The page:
Example: REMY needs cheap money. Grameen finds a donor that thinks that REMY is doing a great job of helping the poor. The donor agrees to put up 2 million dollars. Grameen links the donor up with Citibank. The donor writes a piece of paper and sends it to Citibank that says that if Citibank lends to REMY, the donor will guarantee 2 million dollars (note: the donor usually doesn’t have to actually give Citibank any cash at this point). Citibank says, “REMY looks like they have a strong management structure. Their finances are all in order. Their clients have an incredibly low default rate. I’ll lend them 5 million dollars.” Tada! Leverage!!! The 2 million dollar guarantee is leveraged to a 5 million dollar loan to REMY. Now, fast forward a year. There was a drought, an earthquake, and political instability. Lots of REMY’s clients defaulted. REMY can only pay 3 million dollars back to Citibank. Citibank then turns to the donor and calls up the full amount of the guarantee. Citibank, having been paid by the donor, ends up without a loss on the transaction.
NOTE: These examples are pretty huge simplifications. They assume that the loans from Citibank to REMY and from REMY to their clients all had terms of one year and that, due to some obvious blunder on Citibank’s part, the loan from Citibank to REMY was interest free. Also I assumed that Yemen operates on the dollar, which they don’t. Yemenites uses Yemeni rials (today’s exchange rate: 1 dollar = .004244 Yemeni rials). Different currencies further complicate the matter because over the life of the loan there are inevitably currency fluctuations. Citibank has to predict the potential fluctuations between the currencies of the guarantee and their loan to REMY. This is really complicated and could be the reason why Citibank forgot to charge REMY interest. I’d have attempted to work these aspects into my examples but microfinance is way too convoluted and I don’t understand a lot of it.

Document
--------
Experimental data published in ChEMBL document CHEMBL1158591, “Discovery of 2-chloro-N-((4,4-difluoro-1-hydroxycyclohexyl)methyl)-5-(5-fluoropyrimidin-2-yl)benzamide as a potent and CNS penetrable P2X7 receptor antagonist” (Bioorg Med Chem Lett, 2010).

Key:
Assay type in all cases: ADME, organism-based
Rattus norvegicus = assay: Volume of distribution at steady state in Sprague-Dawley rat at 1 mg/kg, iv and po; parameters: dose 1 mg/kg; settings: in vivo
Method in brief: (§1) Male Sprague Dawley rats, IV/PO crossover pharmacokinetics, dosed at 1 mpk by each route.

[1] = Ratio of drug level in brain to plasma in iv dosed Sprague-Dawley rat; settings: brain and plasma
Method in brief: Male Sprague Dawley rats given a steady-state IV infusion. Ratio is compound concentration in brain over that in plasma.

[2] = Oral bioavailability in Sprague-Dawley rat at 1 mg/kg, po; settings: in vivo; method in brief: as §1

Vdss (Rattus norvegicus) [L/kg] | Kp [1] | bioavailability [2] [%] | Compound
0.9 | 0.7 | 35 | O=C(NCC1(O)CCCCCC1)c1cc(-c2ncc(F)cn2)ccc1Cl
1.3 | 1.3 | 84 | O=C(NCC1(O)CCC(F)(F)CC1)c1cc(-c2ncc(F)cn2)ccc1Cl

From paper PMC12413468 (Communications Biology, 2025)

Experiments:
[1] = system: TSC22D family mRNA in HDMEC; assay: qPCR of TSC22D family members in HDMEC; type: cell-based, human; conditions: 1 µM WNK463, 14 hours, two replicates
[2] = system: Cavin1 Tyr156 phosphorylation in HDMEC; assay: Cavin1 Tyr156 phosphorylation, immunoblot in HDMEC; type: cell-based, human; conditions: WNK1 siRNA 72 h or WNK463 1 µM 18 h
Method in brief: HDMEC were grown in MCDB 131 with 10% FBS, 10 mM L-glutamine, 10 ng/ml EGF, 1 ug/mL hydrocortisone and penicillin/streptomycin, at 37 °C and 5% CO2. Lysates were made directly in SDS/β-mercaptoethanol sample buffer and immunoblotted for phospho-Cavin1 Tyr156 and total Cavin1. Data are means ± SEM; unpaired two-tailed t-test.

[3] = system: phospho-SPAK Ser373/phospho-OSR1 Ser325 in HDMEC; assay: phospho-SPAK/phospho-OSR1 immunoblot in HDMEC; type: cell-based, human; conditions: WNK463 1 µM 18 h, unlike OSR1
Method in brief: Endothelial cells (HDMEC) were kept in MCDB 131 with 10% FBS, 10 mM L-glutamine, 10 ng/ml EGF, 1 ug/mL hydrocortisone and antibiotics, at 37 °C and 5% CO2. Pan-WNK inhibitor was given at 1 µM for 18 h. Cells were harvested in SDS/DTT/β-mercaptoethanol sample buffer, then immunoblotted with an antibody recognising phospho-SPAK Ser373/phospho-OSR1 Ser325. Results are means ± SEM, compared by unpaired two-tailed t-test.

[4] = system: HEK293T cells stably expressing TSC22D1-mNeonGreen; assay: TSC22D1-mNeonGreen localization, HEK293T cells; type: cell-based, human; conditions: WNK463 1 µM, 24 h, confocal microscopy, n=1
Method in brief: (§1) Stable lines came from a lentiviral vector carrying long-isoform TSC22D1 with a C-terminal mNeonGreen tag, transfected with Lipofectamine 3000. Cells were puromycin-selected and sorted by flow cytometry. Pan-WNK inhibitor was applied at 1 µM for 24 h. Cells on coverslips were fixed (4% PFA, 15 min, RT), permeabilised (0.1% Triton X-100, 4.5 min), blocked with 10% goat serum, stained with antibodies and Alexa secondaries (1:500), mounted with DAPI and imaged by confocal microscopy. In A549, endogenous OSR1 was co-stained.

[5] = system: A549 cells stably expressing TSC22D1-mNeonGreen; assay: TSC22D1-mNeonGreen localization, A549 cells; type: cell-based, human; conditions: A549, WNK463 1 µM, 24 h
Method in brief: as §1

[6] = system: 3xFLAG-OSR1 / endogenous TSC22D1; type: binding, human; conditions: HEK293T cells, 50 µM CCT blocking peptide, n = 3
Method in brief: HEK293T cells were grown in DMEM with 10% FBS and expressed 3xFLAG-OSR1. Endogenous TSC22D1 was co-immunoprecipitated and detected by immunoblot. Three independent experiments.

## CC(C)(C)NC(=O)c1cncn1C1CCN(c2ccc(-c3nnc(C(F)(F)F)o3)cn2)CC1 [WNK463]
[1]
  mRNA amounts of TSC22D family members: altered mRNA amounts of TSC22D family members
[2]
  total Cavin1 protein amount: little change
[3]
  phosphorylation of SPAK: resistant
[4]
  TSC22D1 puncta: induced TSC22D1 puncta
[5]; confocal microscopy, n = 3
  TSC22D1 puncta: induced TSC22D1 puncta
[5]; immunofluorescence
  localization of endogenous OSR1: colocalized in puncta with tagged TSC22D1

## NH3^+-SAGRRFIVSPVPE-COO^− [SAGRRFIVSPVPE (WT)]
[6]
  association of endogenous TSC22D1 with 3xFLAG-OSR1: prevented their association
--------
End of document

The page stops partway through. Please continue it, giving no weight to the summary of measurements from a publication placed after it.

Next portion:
Losses and winnings: I’m going to lump these together because I only have a short time to finish this post. Taken entirely out of the context of the question, I’m going to consider what role the ideas of losses and winnings play in MFIs. MFIs, at least those that adhere to Muhammad Yunus’ doctrine, are social businesses. These types of businesses are said to have a double bottom line. On one hand they are profit maximizing and on the other, social benefit maximizing. This means that, as opposed to charities, MFIs seek to be financially sustainable. They charge interest to clients to cover the MFI’s cost of borrowing money plus the cost of making the loan (personnel expenses…). Any money that they earn over and above their costs (AKA profit) is then reinvested in the business in order to improve their services to clients. However, most MFIs try to either maintain low profits or not earn any at all. If an MFI earns high profits (earnings exceed costs) then they are probably charging too high of an interest rate to their clients (high interest rates are bad for clients because they reduce the benefit the client derives from the loan). So, in summary, winnings for MFIs are reinvested in the business, and losses result in defaults on their loans from other banks. These defaults translate to money lost on the part of the lending bank or a backing donor.
Well, I covered equity, leverage, losses, and winnings. Hopefully my examples were more explanatory than confusing. Ask me questions about Grameen’s earnings, or guarantees, if you have any. I switched gears after the equity section and wrote mostly about MFIs and not the Grameen Foundation, although Grameen’s partner MFIs are its connections to the people that it is working for so even though they are separate organizations they all strive for the same goal.
Also, Will, in response to your question I think the answer is: no.